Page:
“We have been left defenseless,” shouted a uniformed Cossack from a stage in Kiev’s Independence Square, the focal point of three months of protests against Mr. Yanukovych and now a magnet for those unhappy with what has happened since he fled to Russia in February.
“I ask the government to give us arms — what we need is this,” he said, waving a Kalashnikov rifle to cheers from the crowd.
Photographs posted on social media websites on Monday showed Ukrainian tanks purportedly on the main road north of Slovyansk, suggesting that the Kiev government was gearing up for a counterattack or at least a show of force to appease critics who say that it has not done enough to protect eastern Ukraine from the fate of Crimea, which Russia annexed last month.
The rebellion in Donetsk and other eastern provinces presents Kiev with a choice of using extensive force that might only expand so far modest public support in the east for the militants or of simply pleading for calm, a course that has so far only emboldened the pro-Russian rebels.
It is a dilemma that would not be easy even if Ukraine had a loyal security and military machine, but not having one makes the choice far more difficult.
The plea for help to the United Nations was highly unlikely to be met as Russia, a permanent member of the security council, would almost certainly veto any move backed by the West to send peacekeepers.
Russia agreed last month to let the Vienna-based Organization for Security and Cooperation in Europe send monitors to eastern Ukraine, but they confine themselves to writing reports.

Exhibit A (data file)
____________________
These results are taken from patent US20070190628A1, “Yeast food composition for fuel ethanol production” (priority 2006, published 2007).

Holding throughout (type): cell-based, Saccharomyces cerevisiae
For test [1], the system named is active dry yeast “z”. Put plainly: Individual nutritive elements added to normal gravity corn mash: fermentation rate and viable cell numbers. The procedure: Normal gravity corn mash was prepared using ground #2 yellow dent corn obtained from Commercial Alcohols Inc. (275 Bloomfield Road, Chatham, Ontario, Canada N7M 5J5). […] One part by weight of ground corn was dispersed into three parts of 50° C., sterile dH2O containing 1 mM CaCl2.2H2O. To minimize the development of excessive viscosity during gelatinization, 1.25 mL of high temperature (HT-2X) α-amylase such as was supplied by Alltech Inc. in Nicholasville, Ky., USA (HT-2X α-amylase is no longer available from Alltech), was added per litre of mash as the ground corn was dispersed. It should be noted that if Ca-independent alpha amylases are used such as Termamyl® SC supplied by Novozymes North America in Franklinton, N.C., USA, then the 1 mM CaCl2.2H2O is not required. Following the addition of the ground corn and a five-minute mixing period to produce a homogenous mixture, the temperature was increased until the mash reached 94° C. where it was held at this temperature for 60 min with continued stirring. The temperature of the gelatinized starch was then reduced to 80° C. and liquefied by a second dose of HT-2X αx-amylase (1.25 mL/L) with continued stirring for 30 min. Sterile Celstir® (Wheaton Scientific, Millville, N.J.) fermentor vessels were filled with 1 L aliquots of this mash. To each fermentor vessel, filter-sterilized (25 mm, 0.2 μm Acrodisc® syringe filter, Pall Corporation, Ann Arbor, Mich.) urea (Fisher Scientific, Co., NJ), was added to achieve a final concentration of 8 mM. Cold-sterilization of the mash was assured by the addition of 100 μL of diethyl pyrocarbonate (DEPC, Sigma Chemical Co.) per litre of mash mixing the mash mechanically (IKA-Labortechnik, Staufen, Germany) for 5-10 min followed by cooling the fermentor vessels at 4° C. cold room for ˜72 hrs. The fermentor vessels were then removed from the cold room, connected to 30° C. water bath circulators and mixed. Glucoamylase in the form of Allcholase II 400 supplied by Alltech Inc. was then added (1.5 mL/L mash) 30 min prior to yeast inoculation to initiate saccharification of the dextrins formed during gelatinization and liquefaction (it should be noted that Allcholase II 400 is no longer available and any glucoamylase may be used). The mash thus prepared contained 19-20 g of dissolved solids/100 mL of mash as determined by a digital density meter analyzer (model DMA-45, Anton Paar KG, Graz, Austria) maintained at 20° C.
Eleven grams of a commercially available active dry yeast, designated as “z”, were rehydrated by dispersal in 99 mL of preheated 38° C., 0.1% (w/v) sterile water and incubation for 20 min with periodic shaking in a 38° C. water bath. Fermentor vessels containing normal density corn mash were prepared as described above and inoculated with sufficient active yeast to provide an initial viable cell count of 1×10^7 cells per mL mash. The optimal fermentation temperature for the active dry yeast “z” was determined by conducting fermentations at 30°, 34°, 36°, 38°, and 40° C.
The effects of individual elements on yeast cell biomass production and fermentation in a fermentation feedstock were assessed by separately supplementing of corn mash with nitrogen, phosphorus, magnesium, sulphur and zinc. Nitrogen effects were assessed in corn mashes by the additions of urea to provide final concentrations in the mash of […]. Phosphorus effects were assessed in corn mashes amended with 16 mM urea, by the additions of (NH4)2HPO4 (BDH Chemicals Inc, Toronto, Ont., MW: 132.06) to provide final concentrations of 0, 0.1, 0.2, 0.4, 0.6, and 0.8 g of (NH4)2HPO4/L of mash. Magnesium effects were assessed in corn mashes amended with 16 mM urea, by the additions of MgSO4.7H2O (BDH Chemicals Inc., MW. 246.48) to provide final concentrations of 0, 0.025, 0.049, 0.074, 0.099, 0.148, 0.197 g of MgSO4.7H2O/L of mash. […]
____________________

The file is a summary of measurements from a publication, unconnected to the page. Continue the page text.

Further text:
All this leaves Ukraine largely on its own to fight off a well-coordinated campaign of attacks on government buildings that it denounces as Russian aggression but that it has so far been unable to prove incontrovertibly involves Russian soldiers, agents or money.
Having already lost Crimea, Mr. Turchynov, the acting president, vowed on Sunday that “we will not let Russia repeat the Crimean scenario in the eastern region of Ukraine.”
But if Russia is indeed now seeking to repeat its Crimea seizure, something that Moscow has repeatedly denied, Ukraine’s defenses are fragile.
So, too, is the government amid rising public anger at its inability to keep the country together.
After another day of bleak news from the east, protesters set tires on fire late Monday outside the Parliament in Kiev.
They demanded that the acting interior minister, Arsen Avakov, resign and that Mr. Turchynov explain why things have gone so wrong.
The SBU, under new leadership since Ukraine’s February revolution, has repeatedly boasted of catching people suspected of being Russian operatives in the east, but it has not yet made public any solid evidence to support Kiev’s assertions that the mayhem in Donetsk and neighboring provinces has been orchestrated and financed by Moscow.
This has left the Russian foreign minister, Sergey V. Lavrov, free to taunt Kiev and the West for making accusations they have not yet substantiated.
It has also compromised Ukraine’s efforts to compete, at least in eastern Ukraine and in Russia itself, with Moscow’s own narrative of Western meddling.